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What would you like to study?


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#1 Mr Field

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Posted 17 March 2004 - 12:06 AM

At the moment there are lots of people discussing what students should and shouldn't study for GCSE History. It is part of plans to improve what is offered to Year 10 and Year 11 students in the future.

However, I'm really interested to know what students of today feel.

If you are currently doing your GCSEs - what do you think? What would you like to study? What would improve GCSE History?

If you are planning to take GCSE, or even didn't opt to take it - what do you think - what do you think would encourage more people to take history?

Any sensible, well explained suggestions are welcome. In fact, I don't even know why I said that - all good history students make sensible, explained suggestions don't they! B)

#2 -James-

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Posted 17 March 2004 - 05:57 PM

I have always been fascinated with History, and I always knew that GCSE History was for me. However in Year 9, I was unaware that there are different syllabuses for each subject. The course that Im studying is the British Social and Econmic course which is extremely interesting but not really my period of History (I prefer WW1, WW2, Cold War etc). I would have liked to have studied Modern World History instead.

Regarding the actual GCSE system, I was shocked to find out that there are no tiered GCSE History exam papers. I understand that the examiners award marks on the basis of detail and evidence of understanding in your answer, but surely this can be also be done on tiered papers? I feel that perhaps the less able students are at a slight disadvantage when they sit the exam.

I believe that there are many ways in which the teachers can encourage students to opt for GCSE History. I believe that school trips can be very useful at achieving this as students love to hear that they will be going on trips! For example, I am studying Jack The Ripper as part of my coursework, and my teacher has arranged a trip to go up to London and go on the Jack The Ripper night tour. When my teacher told our class this, all of a sudden, there was a great interest in Jack The Ripper (although many of us were already very keen on the JTR coursework). I am really looking forward to the trip as I believe (and obviously my teacher) that it will really help my understanding on the topic, and it will be something different anyway :P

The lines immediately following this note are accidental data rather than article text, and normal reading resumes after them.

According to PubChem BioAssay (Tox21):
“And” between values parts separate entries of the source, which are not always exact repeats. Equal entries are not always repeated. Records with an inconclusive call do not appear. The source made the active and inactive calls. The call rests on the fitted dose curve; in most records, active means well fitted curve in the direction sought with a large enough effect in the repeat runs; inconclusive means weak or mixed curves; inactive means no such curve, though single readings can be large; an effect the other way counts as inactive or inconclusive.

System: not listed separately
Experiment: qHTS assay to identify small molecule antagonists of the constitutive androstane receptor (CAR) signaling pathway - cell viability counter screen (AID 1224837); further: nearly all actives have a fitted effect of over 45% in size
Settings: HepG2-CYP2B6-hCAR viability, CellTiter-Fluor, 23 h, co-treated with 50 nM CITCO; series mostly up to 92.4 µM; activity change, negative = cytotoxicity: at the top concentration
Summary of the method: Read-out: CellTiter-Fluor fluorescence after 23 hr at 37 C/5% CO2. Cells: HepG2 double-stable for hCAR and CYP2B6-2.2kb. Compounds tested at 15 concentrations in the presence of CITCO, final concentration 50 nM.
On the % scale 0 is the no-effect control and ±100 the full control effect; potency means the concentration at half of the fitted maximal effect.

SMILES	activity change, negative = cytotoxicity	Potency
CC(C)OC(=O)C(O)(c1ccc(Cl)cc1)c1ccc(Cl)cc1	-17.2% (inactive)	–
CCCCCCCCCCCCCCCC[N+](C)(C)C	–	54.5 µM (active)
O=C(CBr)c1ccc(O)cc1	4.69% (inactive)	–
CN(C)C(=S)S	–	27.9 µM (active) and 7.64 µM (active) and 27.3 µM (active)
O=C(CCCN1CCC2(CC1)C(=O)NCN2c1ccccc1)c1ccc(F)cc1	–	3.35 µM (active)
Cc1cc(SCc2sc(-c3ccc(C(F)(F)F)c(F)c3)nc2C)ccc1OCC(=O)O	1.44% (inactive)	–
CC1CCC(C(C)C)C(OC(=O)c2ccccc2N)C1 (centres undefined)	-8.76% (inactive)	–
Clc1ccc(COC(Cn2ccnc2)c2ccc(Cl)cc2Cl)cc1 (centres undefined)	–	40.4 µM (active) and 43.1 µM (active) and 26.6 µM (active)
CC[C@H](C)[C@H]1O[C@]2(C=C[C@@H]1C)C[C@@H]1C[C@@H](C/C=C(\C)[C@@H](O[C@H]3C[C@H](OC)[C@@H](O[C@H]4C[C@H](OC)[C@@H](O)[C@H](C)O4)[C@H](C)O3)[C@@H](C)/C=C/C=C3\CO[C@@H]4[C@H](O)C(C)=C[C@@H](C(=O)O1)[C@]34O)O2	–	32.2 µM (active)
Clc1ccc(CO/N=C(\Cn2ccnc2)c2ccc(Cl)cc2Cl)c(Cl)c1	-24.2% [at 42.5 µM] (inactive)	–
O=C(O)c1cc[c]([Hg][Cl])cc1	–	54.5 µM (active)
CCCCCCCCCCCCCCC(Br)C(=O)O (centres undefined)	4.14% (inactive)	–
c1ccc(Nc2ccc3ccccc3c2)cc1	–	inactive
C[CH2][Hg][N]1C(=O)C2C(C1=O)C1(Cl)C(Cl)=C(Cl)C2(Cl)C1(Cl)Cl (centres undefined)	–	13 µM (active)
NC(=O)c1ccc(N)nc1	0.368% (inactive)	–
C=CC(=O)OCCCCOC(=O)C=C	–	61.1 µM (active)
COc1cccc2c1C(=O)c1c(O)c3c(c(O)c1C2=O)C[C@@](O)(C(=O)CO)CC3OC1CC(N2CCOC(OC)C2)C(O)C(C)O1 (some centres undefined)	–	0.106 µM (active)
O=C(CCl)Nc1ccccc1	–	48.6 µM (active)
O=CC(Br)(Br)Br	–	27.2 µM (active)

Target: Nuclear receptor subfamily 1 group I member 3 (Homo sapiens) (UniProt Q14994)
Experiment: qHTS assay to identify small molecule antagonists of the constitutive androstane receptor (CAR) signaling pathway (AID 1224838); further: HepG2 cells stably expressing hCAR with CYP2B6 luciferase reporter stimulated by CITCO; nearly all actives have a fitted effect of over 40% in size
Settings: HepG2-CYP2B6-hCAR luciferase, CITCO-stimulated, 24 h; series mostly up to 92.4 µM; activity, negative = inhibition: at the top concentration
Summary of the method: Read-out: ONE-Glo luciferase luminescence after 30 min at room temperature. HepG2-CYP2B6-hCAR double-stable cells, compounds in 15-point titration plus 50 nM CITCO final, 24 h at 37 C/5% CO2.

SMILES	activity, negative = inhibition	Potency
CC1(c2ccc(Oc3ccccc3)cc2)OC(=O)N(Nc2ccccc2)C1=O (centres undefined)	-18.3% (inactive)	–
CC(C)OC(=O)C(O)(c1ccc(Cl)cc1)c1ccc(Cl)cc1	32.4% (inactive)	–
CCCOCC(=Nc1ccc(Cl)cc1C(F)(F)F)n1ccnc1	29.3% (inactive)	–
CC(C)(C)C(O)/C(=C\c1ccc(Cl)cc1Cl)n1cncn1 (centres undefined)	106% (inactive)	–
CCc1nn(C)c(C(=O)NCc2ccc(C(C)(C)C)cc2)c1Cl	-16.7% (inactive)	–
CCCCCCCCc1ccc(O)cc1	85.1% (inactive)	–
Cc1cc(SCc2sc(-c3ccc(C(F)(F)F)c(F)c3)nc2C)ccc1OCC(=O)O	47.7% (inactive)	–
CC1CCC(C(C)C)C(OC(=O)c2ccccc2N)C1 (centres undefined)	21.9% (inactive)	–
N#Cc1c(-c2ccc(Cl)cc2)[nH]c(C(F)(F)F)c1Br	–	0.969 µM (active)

#3 wolfieus1986

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Posted 20 March 2004 - 11:46 AM

I am currently doing AS history, and I am studying British history 1860ish - 1914ish and Germany from Bismark to the Nazis. At GCSE we did modern world history of the Liberal reforms and Weimar and NAzi Germany (our head of history wanted us to take AS history about something we had already recieved good background knowledge on)
However, although no history is boring (just some periods are less colourful than others), British history of that era is not the most stimulating and interesting due to rigid workings of politics. Everything was so orderly. I feel that a topic to learn at any level would have to be medieval England, Tudors and Stuarts. Especially medieval England with all the back stabbing, greed and wars. Makes for much more interesting time than "the passing of this act and the passing of that act"!People in Britian feel we are forgetting our heritage and were we come from so we should learn British history. To lure people i would recommend an era that was slighty different to ours but recognisable and understandable like that of medieval England....fasinating

#4 Mr Field

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Posted 20 March 2004 - 12:07 PM

Excellent and interesting ideas. Thank you. Do encourage others to post their views. :)

#5 Mr Moorhouse

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Posted 07 April 2004 - 05:22 PM

How does the amount of content in the History courses compare with the amount in other subjects? It would be very interesting to hear what pupils think about this area, especially as decisions about content of courses are being made fairly soon.

#6 daryl leeworthy

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Posted 15 April 2004 - 09:01 PM

Hello,
I'm about to sit A2 history and have followed the WJEC course studying British C19th Political Reform (c. 1815-1914) and the French Revolution. For GCSE I studied the AQA course Medicine through time and Nazi Germany. I've found that with the new A/S system historians have not been given a fair deal since, and unlike for instance biology, history is a progressive subject it requires synoptic knowledge to be able to understand the entire topic. Thus perhaps we could get away from this A/S system? But obviously that's not going to happen anytime soon. I have to agree with my teacher that there are too many students these days studying Nazi Germany from year 9 right through to year 13 and in some cases beyond. Perhaps one might consider, given the changes being planned, introducing a rule that forbids such a situation, it surely cannot be good for the creation of future historians.